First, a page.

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Probability and Randomness

In Alan Hájek & Christopher Hitchcock (eds.), Oxford Handbook of Probability and Philosophy. Oxford, U.K.: Oxford University Press. pp. 440-459 (2016)

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  1. Interpretations of Probability.Alan Hájek - 2007 - Stanford Encyclopedia of Philosophy.
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  • The Ergodic Hierarchy.Roman Frigg & Joseph Berkovitz - 2011 - Stanford Encyclopedia of Philosophy.
    The so-called ergodic hierarchy (EH) is a central part of ergodic theory. It is a hierarchy of properties that dynamical systems can possess. Its five levels are egrodicity, weak mixing, strong mixing, Kolomogorov, and Bernoulli. Although EH is a mathematical theory, its concepts have been widely used in the foundations of statistical physics, accounts of randomness, and discussions about the nature of chaos. We introduce EH and discuss how its applications in these fields.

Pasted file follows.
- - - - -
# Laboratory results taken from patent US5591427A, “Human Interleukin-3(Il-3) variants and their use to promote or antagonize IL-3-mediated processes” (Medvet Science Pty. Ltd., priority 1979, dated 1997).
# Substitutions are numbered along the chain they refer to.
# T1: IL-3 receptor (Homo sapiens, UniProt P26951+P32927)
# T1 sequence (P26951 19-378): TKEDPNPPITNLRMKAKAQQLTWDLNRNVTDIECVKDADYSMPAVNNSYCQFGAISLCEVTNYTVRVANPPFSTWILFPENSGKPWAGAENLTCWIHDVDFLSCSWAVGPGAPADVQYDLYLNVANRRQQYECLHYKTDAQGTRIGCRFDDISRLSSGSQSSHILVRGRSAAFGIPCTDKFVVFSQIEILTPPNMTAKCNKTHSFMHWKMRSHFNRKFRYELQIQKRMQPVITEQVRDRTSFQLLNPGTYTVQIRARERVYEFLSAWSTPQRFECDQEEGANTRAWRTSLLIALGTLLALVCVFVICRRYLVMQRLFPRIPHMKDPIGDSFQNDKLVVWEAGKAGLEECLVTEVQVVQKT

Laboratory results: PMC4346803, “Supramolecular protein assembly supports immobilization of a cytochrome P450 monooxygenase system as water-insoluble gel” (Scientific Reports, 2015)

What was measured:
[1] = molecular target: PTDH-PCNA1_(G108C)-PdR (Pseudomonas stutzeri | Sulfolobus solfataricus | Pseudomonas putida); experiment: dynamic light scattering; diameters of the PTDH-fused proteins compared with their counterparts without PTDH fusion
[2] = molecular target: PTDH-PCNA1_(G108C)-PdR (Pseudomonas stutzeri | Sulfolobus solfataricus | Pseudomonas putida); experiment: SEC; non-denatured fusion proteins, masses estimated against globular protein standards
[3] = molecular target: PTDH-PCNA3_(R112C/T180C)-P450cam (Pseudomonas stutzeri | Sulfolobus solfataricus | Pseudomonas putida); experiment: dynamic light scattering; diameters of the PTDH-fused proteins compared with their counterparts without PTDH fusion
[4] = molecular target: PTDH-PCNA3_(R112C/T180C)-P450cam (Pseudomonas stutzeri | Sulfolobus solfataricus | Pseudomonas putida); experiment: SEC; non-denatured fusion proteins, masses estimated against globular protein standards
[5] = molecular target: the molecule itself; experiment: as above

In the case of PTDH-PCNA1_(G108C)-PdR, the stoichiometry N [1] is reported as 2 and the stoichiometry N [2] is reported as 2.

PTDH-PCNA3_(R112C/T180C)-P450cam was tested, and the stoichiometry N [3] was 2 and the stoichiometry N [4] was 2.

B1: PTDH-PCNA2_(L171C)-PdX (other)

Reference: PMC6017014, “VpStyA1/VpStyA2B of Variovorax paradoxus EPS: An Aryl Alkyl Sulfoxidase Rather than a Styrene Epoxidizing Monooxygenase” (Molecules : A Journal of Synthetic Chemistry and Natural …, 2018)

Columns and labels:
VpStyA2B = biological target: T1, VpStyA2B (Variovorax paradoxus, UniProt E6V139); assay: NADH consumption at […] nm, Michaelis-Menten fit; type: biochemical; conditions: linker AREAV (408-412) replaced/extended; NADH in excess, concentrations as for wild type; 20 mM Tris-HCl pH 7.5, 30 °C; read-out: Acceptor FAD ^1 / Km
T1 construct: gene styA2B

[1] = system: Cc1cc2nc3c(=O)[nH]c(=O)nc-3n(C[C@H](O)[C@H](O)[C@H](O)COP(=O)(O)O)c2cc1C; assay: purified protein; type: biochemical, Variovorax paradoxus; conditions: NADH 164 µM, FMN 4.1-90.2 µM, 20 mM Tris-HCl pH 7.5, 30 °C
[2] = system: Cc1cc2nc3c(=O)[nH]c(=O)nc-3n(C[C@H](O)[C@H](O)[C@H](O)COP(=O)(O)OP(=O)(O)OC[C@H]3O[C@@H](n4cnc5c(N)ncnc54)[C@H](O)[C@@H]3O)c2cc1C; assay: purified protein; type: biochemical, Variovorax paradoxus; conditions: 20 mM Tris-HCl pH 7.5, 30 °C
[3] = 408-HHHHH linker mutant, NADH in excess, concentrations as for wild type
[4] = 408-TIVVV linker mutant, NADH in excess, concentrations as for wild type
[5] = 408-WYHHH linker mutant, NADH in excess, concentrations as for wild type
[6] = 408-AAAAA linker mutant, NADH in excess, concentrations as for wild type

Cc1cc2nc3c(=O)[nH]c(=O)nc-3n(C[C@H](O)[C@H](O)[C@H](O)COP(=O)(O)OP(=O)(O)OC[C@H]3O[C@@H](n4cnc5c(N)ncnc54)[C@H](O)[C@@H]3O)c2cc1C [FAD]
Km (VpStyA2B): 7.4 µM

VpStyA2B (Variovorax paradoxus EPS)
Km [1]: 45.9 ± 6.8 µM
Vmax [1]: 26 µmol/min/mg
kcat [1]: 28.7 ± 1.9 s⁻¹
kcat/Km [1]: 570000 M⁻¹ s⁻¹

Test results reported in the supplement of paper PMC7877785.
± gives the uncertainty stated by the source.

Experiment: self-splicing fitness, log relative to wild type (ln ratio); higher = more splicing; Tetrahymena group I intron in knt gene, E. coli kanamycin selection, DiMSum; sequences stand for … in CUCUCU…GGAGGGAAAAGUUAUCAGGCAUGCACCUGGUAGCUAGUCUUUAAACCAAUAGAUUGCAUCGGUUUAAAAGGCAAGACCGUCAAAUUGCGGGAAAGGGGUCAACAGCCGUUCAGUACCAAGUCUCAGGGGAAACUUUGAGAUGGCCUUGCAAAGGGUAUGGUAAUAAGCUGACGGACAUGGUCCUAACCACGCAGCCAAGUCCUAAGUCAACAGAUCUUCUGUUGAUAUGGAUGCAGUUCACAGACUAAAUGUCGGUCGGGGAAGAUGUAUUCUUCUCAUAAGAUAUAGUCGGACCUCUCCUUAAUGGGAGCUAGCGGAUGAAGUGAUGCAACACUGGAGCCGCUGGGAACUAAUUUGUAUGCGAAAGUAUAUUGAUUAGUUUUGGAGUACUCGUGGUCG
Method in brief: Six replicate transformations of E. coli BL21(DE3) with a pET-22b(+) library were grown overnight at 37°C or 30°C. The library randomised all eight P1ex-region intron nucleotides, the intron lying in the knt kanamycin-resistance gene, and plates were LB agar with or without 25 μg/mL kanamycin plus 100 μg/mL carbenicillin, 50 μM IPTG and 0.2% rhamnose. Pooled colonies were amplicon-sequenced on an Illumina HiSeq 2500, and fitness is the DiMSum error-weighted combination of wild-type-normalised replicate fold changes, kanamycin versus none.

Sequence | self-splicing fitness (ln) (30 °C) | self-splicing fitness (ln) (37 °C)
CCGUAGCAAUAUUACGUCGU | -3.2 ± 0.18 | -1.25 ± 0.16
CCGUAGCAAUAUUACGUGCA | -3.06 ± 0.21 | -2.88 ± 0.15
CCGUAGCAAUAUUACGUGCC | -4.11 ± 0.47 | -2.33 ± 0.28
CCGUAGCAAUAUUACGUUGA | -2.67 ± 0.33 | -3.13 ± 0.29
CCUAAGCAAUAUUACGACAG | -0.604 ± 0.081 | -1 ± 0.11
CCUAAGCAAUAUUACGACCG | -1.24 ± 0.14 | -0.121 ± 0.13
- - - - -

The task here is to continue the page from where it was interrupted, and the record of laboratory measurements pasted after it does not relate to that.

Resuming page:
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  • Chance Versus Randomness.Antony Eagle - 2010 - Stanford Encyclopedia of Philosophy.
    This article explores the connection between objective chance and the randomness of a sequence of outcomes. Discussion is focussed around the claim that something happens by chance iff it is random. This claim is subject to many objections. Attempts to save it by providing alternative theories of chance and randomness, involving indeterminism, unpredictability, and reductionism about chance, are canvassed. The article is largely expository, with particular attention being paid to the details of algorithmic randomness, a topic relatively unfamiliar to philosophers.
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